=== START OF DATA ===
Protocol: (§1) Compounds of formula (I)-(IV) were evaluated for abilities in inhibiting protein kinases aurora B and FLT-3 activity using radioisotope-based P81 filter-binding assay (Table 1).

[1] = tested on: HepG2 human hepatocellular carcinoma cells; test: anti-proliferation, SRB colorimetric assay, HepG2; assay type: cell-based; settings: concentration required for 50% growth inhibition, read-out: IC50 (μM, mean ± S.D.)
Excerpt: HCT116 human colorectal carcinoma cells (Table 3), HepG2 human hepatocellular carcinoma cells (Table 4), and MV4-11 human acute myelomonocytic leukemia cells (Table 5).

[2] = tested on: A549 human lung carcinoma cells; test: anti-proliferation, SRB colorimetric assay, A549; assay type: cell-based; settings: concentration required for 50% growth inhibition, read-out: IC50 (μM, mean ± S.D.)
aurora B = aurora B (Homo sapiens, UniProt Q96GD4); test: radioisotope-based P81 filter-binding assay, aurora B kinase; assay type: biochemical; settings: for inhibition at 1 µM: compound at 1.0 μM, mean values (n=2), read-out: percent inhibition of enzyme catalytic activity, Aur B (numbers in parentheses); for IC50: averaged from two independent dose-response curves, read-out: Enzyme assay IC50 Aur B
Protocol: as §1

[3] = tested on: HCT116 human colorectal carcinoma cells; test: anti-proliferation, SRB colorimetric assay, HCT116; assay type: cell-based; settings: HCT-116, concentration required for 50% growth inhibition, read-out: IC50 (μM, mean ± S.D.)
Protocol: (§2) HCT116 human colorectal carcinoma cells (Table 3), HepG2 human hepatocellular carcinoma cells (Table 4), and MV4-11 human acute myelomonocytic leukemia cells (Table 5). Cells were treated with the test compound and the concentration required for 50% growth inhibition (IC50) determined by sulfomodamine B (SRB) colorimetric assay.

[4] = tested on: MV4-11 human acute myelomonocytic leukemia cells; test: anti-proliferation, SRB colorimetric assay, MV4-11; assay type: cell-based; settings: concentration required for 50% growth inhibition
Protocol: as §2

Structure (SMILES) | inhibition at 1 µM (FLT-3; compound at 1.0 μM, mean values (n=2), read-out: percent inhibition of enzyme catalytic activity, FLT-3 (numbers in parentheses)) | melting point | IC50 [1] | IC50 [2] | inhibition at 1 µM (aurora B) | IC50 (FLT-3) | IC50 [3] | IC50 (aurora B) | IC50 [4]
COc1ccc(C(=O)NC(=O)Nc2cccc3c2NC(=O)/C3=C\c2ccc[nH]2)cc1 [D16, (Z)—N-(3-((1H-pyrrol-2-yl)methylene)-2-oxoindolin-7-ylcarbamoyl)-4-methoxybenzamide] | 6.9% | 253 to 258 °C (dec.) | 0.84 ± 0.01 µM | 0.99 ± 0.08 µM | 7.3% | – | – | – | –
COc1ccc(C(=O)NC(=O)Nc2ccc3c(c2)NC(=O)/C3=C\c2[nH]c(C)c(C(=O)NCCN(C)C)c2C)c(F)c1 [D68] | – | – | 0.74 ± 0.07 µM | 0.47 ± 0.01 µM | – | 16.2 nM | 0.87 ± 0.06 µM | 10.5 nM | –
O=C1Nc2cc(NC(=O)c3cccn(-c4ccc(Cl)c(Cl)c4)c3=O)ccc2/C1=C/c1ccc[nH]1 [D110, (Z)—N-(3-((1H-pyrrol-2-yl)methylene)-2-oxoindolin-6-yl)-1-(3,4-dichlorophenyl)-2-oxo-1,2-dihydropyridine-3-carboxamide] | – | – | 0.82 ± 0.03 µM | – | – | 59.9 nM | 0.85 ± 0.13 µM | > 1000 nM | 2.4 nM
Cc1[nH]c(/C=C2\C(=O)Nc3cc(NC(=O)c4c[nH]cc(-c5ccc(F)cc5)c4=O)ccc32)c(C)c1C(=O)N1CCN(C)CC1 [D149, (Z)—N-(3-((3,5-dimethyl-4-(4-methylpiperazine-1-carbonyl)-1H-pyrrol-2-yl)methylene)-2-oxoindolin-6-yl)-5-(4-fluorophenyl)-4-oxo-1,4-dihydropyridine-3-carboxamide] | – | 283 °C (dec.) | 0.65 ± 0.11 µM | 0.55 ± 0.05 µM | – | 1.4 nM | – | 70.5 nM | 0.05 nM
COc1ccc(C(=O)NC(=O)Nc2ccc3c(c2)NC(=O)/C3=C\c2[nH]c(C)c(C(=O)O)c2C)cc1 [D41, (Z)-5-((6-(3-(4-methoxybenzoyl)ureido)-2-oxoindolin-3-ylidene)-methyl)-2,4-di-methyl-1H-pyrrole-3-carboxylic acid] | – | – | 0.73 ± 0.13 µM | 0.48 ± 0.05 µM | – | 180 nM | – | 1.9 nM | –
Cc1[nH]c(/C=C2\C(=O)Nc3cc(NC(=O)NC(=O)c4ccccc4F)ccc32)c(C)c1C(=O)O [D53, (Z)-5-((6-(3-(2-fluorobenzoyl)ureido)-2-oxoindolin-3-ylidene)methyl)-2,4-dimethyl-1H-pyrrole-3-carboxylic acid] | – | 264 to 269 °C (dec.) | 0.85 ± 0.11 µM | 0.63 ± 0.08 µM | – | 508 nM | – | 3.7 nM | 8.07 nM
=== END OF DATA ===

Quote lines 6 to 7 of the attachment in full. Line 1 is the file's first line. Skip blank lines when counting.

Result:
Protocol: as §1

[3] = tested on: HCT116 human colorectal carcinoma cells; test: anti-proliferation, SRB colorimetric assay, HCT116; assay type: cell-based; settings: HCT-116, concentration required for 50% growth inhibition, read-out: IC50 (μM, mean ± S.D.)